If a business tenant skips out on paying its city water bill in Gainesville, the landlord is ultimately responsible for paying the bill.
If they don't, water gets shut off.
That's according to a long-standing Gainesville city code that applies to nonresidential, multi-family and commercial properties.
The city is re-evaluating that arrangement after Public Utilities Director Kelly Randall reported that process was getting increasingly difficult given increases in foreclosures and the difficulties in tracking down property owners.
In reality, he said at a City Council work session on Thursday, the water bill sometimes gets passed to a new tenant trying to rent the space or a new property owner who didn't own the space when the bill occurred.
Mayor Ruth Bruner questioned the equity of that rule.
"I don't think it's fair for a new tenant to come in and pay for a water bill they didn't use," she said.
The process that's designed to give late bill-payers a reasonable amount of time to reimburse the city, ends up making efforts to recoup costs burdensome for those who never took a drop from the water faucet.
When a customer skips a water bill payment, the city typically waits several weeks before sending a notice to the customer.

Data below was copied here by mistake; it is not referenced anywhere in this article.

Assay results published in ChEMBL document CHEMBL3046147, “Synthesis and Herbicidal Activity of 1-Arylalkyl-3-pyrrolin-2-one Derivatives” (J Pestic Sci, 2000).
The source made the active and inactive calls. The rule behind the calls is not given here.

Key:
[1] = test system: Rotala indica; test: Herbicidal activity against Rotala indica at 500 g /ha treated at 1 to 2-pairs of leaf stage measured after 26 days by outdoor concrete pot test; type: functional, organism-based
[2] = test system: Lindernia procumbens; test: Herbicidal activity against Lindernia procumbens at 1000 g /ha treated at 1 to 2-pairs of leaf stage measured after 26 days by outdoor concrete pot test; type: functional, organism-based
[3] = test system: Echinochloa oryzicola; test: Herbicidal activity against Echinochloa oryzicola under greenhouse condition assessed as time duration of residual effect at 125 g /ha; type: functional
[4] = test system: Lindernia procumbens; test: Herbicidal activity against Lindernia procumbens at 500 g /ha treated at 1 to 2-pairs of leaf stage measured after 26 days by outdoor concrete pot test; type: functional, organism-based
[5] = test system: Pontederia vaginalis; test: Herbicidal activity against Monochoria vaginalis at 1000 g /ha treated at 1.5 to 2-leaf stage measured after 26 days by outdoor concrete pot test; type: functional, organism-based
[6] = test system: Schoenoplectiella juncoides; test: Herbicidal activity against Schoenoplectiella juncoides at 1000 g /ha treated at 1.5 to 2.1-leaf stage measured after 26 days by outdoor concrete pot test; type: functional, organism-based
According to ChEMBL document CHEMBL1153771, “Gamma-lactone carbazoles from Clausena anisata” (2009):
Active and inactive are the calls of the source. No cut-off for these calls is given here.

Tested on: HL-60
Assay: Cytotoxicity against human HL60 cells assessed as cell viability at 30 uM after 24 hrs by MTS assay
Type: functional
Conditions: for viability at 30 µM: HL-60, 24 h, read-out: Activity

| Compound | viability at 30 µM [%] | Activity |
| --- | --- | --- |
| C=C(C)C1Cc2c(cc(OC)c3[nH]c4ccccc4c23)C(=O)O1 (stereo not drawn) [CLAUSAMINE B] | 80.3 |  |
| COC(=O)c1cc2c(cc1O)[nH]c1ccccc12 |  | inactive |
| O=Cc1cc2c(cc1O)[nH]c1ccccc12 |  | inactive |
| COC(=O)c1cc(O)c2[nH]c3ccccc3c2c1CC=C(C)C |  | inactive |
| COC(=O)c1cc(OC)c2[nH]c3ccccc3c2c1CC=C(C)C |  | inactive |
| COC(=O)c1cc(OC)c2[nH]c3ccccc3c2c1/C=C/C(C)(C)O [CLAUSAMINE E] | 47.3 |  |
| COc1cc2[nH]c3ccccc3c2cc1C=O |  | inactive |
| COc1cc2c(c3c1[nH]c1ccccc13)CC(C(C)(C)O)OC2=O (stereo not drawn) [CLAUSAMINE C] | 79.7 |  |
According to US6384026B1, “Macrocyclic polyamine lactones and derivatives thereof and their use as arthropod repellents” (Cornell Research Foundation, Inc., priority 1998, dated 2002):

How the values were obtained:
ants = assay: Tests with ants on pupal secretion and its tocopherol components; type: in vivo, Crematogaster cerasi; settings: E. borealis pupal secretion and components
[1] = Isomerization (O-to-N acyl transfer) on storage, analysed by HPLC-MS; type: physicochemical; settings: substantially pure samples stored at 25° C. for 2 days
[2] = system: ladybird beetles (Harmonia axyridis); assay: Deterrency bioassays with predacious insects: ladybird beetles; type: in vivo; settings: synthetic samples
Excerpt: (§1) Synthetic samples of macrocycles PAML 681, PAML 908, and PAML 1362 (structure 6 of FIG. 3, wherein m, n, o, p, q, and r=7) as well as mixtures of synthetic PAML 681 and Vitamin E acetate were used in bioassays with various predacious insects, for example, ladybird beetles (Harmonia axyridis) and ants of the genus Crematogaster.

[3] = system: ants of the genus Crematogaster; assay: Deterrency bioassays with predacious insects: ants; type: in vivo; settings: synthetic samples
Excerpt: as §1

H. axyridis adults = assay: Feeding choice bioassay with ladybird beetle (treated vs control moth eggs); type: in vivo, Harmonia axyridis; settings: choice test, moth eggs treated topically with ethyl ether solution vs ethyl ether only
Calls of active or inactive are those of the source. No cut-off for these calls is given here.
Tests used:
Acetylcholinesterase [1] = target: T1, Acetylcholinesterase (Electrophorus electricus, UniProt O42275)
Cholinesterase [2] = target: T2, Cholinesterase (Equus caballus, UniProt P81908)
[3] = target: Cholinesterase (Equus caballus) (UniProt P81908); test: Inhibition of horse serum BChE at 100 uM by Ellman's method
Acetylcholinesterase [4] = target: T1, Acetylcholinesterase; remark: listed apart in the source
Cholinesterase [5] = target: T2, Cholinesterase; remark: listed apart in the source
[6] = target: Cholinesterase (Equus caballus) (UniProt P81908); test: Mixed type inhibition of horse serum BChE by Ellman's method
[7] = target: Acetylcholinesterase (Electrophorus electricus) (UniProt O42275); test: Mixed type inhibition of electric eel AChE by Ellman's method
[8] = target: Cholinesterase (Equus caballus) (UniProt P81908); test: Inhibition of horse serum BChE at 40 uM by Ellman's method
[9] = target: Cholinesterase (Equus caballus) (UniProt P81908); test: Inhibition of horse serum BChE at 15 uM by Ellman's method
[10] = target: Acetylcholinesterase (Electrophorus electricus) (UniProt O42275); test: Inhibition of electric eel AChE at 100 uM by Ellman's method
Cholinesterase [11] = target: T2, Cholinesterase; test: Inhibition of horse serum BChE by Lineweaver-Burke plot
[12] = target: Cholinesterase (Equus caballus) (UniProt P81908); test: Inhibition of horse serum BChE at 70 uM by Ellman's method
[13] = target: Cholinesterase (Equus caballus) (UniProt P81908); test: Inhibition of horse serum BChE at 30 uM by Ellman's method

If that customer is a business that's already closed, it could be too late for the city or the property owner to force payment, Randall said.
Furthermore, there have been some cases, Randall told the City Council, in which property switched owners before water billing disputes were settled.
Currently, about 30 such commercial accounts have gone to the city's collection service with each outstanding bill averaging about $425.
Randall asked for the council to weigh in since demanding customers to pay for someone else's bill can be a difficult task.
"We need to all have a strong backbone or we need to change our process," he said.
Mayor Pro-Tem Danny Dunagan suggested updating the water service application process to make it easier to pinpoint property owner and requiring deposits even for long-standing customers.
Councilman George Wangemann nodded at the suggestion. "Sometimes you want to get it on the front end," he said.
Council members agreed to revisit the topic at a later date.